“Police name suspect Daniel Allott, wanted in connection with fatal stabbing”
That was the headline that greeted me one morning in April. It dropped into my email inbox in the form of a Google Alert I’d set up to track where and when articles I write are published.
Of course, I knew I wasn’t the Daniel Allott the police were looking for. For one thing, I don’t make a habit of stabbing people. I also learned from the article that the stabbing had taken place in England, the country I was born in and frequently visit but hadn’t set foot in in over a year. Nevertheless, it was a little jarring to see my name associated with murder.
In the subsequent days, I received a series of Google Alert articles whose headlines shed some light on what happened next.
“Wanted man, Daniel Allott, arrested in Burton-on-Trent”
“Stafford man Daniel Allott charged with murder after death of Connan McLeod in Stone”
“Daniel Allott denies murder of Stone man Connan McLeod”
With a single alleged act, Daniel Allott had ended one life, ruined his own, and inducted numerous other Daniel Allotts into a fraternity of unfortunates who share names with killers, racists, and other reviled people.
I was not thrilled about sharing my name with someone accused of such a heinous crime—or indeed with sharing my name at all. As an identical twin, I already share 100 percent of my genes with another person. I soon discovered that I had at least a dozen name-twins too.
Seeking understanding and perhaps a little solidarity, I emailed every other Daniel Allott I could find on Facebook, asking for their thoughts on our newly notorious name-twin. All of them, from what I could tell, live in England.
Only one responded. Daniel “Boney” Allott from Sheffield, England, a medium-sized city located a mere 70 miles from where the murder allegedly took place. Boney told me that he had heard of the stabbing and received a couple of messages from a friend of the victim. The friend wrote, “I don’t think it’s u tho coz ur eyes look different,” which disconcerted Boney because it meant that the victim’s friend had been “on my Facebook looking at pictures of me L.”
I wanted to know more about what it’s like to have a tainted name. So I searched Facebook for people who share what are currently two of the most notorious names in America: George Zimmerman and Donald Sterling.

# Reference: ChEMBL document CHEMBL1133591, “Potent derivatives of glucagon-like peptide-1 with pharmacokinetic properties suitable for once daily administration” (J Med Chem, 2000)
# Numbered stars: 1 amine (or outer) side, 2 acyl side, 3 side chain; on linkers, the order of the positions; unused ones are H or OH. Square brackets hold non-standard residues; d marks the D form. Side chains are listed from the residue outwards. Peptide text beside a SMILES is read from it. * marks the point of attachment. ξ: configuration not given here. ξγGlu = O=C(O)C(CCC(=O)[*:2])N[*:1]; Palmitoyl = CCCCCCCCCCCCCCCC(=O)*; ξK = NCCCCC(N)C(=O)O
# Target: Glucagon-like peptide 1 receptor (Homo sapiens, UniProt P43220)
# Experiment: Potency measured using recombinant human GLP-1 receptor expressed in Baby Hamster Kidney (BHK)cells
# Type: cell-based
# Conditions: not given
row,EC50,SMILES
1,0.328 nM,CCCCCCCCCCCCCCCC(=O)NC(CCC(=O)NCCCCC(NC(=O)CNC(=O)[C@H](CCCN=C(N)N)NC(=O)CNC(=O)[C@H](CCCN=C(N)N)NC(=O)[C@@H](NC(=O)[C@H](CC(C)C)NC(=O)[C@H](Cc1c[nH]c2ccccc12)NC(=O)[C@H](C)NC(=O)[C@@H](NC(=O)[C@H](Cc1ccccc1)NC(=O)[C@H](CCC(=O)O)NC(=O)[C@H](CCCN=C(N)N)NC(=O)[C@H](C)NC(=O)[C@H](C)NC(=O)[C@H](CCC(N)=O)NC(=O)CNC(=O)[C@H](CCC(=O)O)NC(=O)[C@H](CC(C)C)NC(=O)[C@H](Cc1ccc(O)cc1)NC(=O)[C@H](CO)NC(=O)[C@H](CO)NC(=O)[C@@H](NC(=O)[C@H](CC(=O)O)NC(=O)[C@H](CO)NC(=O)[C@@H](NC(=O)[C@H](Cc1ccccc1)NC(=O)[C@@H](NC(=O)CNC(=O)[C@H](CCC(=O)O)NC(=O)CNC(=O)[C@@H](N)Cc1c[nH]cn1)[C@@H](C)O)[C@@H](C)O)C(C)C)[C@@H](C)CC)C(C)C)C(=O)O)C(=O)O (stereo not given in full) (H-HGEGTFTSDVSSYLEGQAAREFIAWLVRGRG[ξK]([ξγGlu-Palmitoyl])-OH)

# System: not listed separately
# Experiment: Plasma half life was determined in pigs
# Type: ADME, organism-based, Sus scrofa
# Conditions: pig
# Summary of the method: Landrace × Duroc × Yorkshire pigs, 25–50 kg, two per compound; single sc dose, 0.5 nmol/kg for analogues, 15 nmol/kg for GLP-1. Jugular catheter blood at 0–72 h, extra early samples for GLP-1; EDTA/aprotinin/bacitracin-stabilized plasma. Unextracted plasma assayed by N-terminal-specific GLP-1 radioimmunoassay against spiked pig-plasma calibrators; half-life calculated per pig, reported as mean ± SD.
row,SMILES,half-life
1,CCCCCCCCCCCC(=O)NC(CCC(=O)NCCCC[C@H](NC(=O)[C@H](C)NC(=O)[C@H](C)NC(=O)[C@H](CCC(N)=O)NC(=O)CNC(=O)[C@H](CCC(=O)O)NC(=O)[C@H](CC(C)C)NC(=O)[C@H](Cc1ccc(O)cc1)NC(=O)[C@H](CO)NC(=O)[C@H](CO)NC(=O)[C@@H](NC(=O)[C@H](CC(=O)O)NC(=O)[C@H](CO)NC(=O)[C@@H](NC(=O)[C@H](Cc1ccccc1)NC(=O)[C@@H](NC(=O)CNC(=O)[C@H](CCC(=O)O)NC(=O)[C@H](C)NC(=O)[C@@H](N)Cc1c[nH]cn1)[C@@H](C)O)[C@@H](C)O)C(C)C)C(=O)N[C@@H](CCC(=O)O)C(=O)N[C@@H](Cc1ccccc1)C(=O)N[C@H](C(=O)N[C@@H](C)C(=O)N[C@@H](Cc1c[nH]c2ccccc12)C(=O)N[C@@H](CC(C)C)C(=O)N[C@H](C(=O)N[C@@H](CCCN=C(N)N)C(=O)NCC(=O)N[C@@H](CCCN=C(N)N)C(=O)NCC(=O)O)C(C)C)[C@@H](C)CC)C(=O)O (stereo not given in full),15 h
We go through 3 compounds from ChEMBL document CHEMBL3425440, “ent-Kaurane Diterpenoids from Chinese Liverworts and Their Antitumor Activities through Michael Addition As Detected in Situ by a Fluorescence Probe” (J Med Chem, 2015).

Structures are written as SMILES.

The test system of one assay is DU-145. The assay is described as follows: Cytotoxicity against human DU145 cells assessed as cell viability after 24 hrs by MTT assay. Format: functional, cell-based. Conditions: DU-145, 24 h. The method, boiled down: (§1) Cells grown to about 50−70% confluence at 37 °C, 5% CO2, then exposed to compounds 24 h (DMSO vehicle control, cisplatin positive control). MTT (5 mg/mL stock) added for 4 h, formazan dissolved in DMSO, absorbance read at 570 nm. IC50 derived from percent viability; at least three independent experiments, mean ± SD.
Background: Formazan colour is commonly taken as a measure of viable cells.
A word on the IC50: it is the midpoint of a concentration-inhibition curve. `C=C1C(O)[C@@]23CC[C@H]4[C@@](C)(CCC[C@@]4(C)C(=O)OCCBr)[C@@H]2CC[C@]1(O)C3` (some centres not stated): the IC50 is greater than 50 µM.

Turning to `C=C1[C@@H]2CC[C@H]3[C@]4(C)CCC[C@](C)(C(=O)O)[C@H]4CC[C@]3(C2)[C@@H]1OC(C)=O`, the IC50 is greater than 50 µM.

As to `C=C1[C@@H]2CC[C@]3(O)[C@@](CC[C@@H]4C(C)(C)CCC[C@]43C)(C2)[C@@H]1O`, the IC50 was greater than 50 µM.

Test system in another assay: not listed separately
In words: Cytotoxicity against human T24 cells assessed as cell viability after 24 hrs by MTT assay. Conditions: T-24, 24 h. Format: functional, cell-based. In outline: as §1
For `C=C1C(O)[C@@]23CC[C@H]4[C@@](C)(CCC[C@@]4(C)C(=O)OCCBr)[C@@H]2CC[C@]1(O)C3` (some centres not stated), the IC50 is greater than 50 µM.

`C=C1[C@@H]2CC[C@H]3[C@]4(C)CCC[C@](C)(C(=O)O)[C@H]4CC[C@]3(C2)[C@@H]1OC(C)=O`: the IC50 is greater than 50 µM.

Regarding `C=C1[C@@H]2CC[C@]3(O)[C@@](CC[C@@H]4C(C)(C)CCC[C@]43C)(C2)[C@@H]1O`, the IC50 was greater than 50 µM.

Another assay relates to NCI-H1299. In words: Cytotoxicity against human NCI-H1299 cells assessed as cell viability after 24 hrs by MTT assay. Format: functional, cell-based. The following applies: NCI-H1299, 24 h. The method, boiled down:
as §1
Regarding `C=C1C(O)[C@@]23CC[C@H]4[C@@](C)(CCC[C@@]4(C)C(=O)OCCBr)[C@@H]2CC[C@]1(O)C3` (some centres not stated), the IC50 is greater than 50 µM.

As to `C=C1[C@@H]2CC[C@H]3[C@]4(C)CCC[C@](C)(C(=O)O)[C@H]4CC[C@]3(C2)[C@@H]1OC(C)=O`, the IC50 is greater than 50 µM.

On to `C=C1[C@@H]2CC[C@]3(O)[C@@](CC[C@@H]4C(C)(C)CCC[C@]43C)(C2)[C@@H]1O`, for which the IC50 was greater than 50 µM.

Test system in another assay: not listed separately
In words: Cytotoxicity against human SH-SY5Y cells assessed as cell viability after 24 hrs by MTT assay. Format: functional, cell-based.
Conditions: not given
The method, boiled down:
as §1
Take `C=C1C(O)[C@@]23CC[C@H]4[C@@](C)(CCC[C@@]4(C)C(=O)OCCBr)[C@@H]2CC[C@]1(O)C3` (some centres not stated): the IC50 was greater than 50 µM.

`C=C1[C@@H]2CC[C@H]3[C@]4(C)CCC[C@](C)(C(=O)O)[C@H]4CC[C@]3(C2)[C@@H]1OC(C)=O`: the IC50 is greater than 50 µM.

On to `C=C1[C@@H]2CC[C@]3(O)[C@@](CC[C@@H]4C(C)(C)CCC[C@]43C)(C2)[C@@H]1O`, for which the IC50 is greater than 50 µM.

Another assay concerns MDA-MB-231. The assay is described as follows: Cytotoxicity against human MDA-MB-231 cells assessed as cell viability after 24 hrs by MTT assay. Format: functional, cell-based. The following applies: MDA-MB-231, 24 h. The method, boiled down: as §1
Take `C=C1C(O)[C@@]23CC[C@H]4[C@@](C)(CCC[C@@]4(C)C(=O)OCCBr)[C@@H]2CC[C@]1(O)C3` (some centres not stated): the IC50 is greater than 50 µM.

George Zimmerman is the Florida man whose 2012 acquittal for fatally shooting black teenager Trayvon Martin provoked a public outcry and months of rallies and protests. The one George Zimmerman who replied to my request for an interview is a white college student living in Boulder, Colorado. He told me that at the airport TSA officers “look at me weird but realize immediately that I’m not connected [to the shooting] and just mention how unfortunate it is that that’s my name.”
Zimmerman said that he is sometimes approached by students who want to know if “that’s really my name.” He also wonders if his name will affect his job search after college.
Donald Sterling is the L.A. Clippers owner who was banned for life from the NBA after private recordings of him disparaging black Americans were made public. Donald Ray Sterling from Lanham, Maryland, told me that he hasn’t had any problems because of his name. “I laugh at all the jokes,” Sterling wrote—jokes that no doubt take on additional irony given that he is black.
In Washington, D.C., where I live, there is one name that has been tarnished twice: Kwame Brown.
First there’s Kwame Brown the basketball-phenom-turned-NBA-bust. The 6’11” Brown was selected out of high school by the Washington Wizards as the No. 1 overall pick of the 2001 NBA Draft.
Number one overall picks are supposed to become All Stars or at least reliable NBA starters. Brown has been neither. It quickly became apparent that Kwame Brown had nowhere near the talent he had flashed in high school, and his name soon became a byword for the Wizards’ incompetence on the court and in the front office.
Right around the time Washingtonians were discovering how mediocre Kwame Brown the basketball player was, Kwame Brown the politician was entering D.C. politics. He served as an at large member of the D.C. Council from 2005 to 2011.
In 2004, as Brown was poised to be elected to the Council, the Washington Post asked him about sharing a name with a highly touted local basketball star. “I thought it was great,” he said. “I knew at that point I could get a reservation at any restaurant at any time. I knew some of my phone calls would be returned, and that’s actually happened.”
When the Post reporter asked him if Kwame Brown the basketball player’s lack of success presaged bad things for him, he said no. “He’s going to have a great year and I’m going to have a very successful, great year on the council,” Brown predicted. “The city is going to be proud of both of us.”
Brown did enjoy some success—at least for a while. In 2011, he rose to chairman of the D.C. Council. But that’s when trouble began. Brown resigned his seat in 2012 after pleading guilty to felony bank fraud and to making illegal campaign expenditures.
My best advice to anyone who meets someone with an infamous name is not to bring it up, or, if you must, to do so gently. When I emailed the only other Kwame Brown in the D.C. area—a Kwame M. Brown—asking him what it’s like to share a twice-tainted name, his terse reply captured the absurdity of his plight: “dammit. LOL!”
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